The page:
EmptyPresented by South Coast Repertory
Segerstrom Stage, Costa Mesa, Calif.
Through May 4
The world premiere of Kate Robin's "What They Have" follows a harrowing year in the roller-coaster fortunes of two Hollywood couples. The successful film industry types (Marin Hinkle and Matt Letscher), who are suave and sophisticated, make intellectual, not emotional, connections. The poor artist types (Nancy Bell and Kevin Rahm), who struggle defiantly to the point of not owning a television, are constantly at each other's throats over issues of career and responsibility. Each couple in some measure desires what they perceive the other to have.
As the play progresses through its all-too-short 2 hours and 15 minutes, each of the four discovers, to her or his sometimes unpleasant surprise, that it is love they are looking for -- but that expecting and deserving love may or may not have anything to do with how things turn out.
Robin's script is consistently and often brilliantly funny ("New York is so expensive, you have to live in Philadelphia if you want to live in New York"), its cynical, professional edginess warmed by her affection for the two women and her grudging admiration for the two men. Not surprisingly, her characters use pop culture (the "universal" relevance of reality shows, the Mayan prophecy of apocalypse in 2012, visualization and other eternal "secrets" of life) and modern appurtenances (Ikea minimalism, Mac laptops and Googling) as their guiding stars.
But Robin herself draws on an impressive range of associations that leaves you thinking once the laughter wears off: Juxtapositions of Hitler and Buddhism, Marx and Bob Dylan, and a Jesus who "wanted to be immortal." The issue of hope in the Finnish episode of Jim Jarmusch's movie "Night on Earth" seems to be invoked during the climax preceding the bittersweet conclusion.
Using a beautifully designed series of interlocking walls on a revolving stage, director Chris Fields paces the action so that the initial series of self-consciously formal ensemble numbers -- including a virtuoso duet from Hinkle and Letscher and an amusing series of art-related charades by the quartet -- gradually evolves into a comfort zone of L.A. normalcy tempered by acceptance.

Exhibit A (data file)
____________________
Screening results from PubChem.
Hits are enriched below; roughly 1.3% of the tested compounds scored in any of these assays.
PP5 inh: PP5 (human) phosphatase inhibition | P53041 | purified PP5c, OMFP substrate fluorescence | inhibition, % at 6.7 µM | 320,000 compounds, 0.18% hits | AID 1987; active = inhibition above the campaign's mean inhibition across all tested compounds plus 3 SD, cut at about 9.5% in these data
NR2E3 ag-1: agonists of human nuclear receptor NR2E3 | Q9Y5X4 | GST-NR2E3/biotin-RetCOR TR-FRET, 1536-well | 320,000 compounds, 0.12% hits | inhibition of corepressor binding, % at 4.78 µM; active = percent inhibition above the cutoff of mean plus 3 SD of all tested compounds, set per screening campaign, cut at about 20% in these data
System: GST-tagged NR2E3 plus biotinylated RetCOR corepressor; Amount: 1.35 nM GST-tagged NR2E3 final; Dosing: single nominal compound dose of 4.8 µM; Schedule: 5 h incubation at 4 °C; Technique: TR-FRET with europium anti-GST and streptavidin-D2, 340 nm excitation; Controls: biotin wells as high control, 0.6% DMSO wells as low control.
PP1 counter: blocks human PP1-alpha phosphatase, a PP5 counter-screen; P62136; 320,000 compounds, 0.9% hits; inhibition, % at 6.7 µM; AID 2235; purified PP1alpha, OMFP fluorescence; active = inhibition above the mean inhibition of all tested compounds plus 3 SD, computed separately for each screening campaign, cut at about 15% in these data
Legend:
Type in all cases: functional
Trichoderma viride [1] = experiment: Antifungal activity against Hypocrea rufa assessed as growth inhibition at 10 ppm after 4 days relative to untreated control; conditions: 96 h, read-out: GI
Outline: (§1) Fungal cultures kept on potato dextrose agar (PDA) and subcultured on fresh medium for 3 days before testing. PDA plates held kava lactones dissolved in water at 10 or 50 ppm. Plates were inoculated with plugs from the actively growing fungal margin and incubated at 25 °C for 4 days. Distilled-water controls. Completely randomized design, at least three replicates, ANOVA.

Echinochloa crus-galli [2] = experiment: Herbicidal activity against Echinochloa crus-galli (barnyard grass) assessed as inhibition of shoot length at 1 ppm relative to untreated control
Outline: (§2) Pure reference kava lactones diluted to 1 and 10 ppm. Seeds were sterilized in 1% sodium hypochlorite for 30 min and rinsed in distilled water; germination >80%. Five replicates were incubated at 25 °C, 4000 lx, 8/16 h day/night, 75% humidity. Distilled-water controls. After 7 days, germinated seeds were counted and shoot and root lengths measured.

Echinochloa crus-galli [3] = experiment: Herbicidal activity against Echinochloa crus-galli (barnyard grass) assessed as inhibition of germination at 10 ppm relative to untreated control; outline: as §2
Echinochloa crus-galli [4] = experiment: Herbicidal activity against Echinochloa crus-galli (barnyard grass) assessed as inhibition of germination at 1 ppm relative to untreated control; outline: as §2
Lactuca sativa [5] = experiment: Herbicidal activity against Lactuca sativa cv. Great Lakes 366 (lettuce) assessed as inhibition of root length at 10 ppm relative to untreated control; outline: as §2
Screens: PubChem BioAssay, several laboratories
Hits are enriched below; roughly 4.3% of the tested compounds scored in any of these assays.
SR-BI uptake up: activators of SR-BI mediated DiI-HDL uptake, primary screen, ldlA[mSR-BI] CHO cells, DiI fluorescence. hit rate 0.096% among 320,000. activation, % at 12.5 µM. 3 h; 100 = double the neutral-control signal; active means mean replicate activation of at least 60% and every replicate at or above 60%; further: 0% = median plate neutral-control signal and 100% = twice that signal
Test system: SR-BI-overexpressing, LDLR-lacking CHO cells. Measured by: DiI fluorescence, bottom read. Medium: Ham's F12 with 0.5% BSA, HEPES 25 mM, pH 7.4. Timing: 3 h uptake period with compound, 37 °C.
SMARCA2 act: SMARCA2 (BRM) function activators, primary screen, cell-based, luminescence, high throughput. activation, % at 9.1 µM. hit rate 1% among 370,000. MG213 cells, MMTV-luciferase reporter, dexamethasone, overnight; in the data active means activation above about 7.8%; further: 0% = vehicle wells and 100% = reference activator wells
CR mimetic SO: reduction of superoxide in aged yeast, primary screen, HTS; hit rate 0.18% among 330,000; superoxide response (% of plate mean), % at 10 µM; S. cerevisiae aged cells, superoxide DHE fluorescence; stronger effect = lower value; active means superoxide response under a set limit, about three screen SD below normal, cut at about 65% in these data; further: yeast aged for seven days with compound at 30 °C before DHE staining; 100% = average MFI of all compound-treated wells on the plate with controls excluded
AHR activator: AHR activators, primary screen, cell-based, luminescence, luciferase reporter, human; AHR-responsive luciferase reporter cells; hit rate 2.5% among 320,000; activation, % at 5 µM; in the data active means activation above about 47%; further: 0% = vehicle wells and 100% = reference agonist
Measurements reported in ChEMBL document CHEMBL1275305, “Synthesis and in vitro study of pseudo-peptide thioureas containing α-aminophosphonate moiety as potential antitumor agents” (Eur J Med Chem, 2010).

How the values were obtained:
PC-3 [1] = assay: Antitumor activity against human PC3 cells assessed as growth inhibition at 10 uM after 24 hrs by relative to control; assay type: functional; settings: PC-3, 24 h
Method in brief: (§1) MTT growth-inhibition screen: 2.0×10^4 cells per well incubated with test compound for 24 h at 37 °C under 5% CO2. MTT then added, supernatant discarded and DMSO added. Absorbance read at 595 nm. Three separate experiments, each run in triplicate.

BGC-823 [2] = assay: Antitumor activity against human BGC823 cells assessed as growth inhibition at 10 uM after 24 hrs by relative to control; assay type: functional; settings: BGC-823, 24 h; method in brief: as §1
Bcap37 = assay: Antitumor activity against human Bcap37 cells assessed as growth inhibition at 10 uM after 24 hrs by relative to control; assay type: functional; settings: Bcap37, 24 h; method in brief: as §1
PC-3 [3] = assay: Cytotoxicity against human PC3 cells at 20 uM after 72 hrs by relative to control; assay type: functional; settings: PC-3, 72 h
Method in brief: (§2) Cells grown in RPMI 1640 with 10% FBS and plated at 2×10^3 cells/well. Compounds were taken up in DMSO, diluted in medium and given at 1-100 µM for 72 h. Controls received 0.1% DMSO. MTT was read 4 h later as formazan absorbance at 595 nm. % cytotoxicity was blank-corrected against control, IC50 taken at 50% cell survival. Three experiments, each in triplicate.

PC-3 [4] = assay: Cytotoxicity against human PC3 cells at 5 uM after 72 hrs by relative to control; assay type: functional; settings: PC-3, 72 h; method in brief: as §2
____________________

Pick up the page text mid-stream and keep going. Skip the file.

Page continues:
During the evolution, the characters, one by one, find a more flexible, human mode. Hinkle, whose Connie is a wonderfully modern comic creation, uses her face, voice and body exquisitely, exhibiting a wide range of expression and emotion.
The other three are no less impressive. Bell, in a magnificent crescendo of insight and unleashed rage (her "escape" from domesticity in Act II is a masterpiece), and Rahm, with unflagging energy that he masterfully channels into a semblance of emotional growth, eventually battle their ways to an approximation of compassion, for themselves and others. Letscher, in a dazzling portrayal of a super-bright writer who doesn't quite understand that thinking is not the same as doing, keeps his character movingly at bay from real feelings. As wonderful as each is separately, their ensemble work is absolutely superb.
If Costa Mesa is not on your radar for theatrical enjoyment, you might want to enlarge your cruising range. Making its debut during South Coast Repertory's 11th annual Pacific Playwrights Festival, "What They Have" is more than just a "Virginia Woolf" for the 21st century. It's set so organically and perceptively in its rich, Southern California cultural context that it may have you leaving the theater with an inspiring new perspective on your life, your relationships and the way you interact with the world around you.
WHAT THEY HAVE
Presented by South Coast Repertory
Playwright: Kate Robin
Director: Chris Fields
Set designer: Christopher Barreca
Costume designer: Alex Jaeger
Lighting designer: Lap-Chi Chu
Original music/musical director: Michael Roth
Dramaturg: Megan Monaghan
Suzanne: Nancy Bell
Connie: Marin Hinkle
Jonas: Matt Letscher
Matt: Kevin Rahm